Dozens of buildings are being used as so-called 'crack houses' in the Tallaght area, locals say.
The Dublin suburb has been dealing a sharp increase in the use of crack cocaine, with local charities and community workers saying there are simply not enough resources in place to properly help the drug users.
Meanwhile, residents have expressed shock at how openly the drug is being sold in the area - with one local man telling Newstalk reporter Josh Crosbie "it's like an ice-cream van going around".
Josh spoke to locals in the area for a Pat Kenny Show report on the crack cocaine issues in Tallaght.
One of the main concerns is that children and families may be living in the same homes that are now being used as the so-called crack houses.
Larry O’Neill, CEO of South Dublin County Partnership, said: “My estimate is there could be up to 100 in the Tallaght area.
"These are homes, and there can be children and families involved… they may not be directly involved, but they’ll be impacted by what’s going on.
“There are [also] people walking out of recovery sessions and being followed, and drugs being put into their letterboxes and handbags.
“Yes, there is prostitution and forced sex to settle debts… it is unbelievable our society has gone down that far, and yet there’s no political will here."
Mr O'Neill said he lays the blame for the problem on politicians, as they're the only ones who can solve the problem.
He said there's been no increase in the necessary resources for the last 15 years.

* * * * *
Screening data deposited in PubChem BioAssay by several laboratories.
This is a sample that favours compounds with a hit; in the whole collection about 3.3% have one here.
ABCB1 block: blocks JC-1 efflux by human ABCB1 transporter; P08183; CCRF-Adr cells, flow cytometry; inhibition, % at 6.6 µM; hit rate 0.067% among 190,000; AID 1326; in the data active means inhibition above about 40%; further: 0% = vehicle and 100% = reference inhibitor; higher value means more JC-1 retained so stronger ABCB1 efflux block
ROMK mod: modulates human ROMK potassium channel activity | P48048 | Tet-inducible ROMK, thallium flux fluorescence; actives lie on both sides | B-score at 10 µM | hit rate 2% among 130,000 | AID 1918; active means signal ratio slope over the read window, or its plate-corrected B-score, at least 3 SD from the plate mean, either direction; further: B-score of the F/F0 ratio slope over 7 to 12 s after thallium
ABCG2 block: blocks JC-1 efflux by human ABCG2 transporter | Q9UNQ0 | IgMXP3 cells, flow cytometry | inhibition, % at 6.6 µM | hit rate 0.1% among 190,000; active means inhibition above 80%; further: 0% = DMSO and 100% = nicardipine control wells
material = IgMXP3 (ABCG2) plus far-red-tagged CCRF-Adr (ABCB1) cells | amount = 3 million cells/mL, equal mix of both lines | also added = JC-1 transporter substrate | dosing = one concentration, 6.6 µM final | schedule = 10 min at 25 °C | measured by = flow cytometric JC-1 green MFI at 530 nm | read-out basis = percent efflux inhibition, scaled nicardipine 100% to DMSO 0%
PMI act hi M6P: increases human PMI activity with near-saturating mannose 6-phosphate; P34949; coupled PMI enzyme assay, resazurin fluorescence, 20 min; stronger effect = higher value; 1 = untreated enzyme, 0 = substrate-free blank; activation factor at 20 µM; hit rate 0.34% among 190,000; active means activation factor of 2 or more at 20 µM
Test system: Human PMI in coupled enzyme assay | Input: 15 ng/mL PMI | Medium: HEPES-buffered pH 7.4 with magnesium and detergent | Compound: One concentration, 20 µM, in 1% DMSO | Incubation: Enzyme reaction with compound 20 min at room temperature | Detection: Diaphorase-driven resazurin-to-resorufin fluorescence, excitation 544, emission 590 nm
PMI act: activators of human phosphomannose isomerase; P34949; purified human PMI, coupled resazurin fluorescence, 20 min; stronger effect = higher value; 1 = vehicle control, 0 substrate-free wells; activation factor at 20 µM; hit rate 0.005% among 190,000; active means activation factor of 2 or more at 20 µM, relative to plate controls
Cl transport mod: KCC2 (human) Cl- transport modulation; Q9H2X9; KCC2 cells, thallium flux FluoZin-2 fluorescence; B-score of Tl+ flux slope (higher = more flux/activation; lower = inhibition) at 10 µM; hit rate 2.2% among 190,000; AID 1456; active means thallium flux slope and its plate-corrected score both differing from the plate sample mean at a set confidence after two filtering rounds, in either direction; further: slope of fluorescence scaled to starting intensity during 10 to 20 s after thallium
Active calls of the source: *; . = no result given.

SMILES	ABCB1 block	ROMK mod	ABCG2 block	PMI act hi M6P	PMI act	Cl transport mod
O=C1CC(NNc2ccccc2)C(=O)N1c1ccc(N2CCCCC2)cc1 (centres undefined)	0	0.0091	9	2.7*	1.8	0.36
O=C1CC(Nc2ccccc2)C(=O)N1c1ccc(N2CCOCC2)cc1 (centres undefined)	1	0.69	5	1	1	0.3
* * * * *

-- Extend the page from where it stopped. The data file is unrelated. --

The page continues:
He said local community gardaí do a really good job, but they're "far too few" in number to do what's really needed.
Mr O'Neill also suggested society as a whole needs to change its approach to helping drug users, along with extra funding for services.
"It’s chaos in the home"
Grace Hill is the coordinator for the Tallaght Drugs and Alcohol Task Force.
She said crack isn't the only drug being used, with many people using heroin or other drugs to "come down" after smoking crack cocaine.
She said: “In Jobstown alone, they identified 31 crack houses. That’s very serious… some of those are residential homes.
“Young people are using language like ‘there are parties in my house’. That’s very striking to us… it’s chaos in the home, and that comes with crack cocaine use.”
Shane Hamilton, coordinator of the JADD (Jobstown Assisting Drug Dependency) project - explained that crack cocaine gives users a "very brief and intense high", and it becomes increasingly difficult to replicate that high.
The cost of a crack cocaine 'rock' is said to be around €10-20 - however, it's available so cheaply and freely that some people are using as many as 10 rocks a day.
Mr Hamilton said crack is a stimulant that can increase people’s heart rate and agitation, therefore “making people much more volatile in their actions.”
He said: “What you have now is a very unstable pattern of drug use within the community, with a very expensive habit."
Community groups are calling for an inter-agency approach to deal with what they say is now a "public health crisis" in the community.
Grace Hill said the approach also needs to be about more than simply seizing the drugs, as the communities would still face inter-generational addiction problems with other drugs if crack is suddenly unavaible.
She added: "We want to work with our partners in the HSE... there needs to be a joined-up approach to this.
"The main thing the HSE is providing in terms of crack cocaine is just harm reduction services. It's not enough.
"Let's recognise that poly-drug use is real, and let's have a treatment service that recognises and responds to that."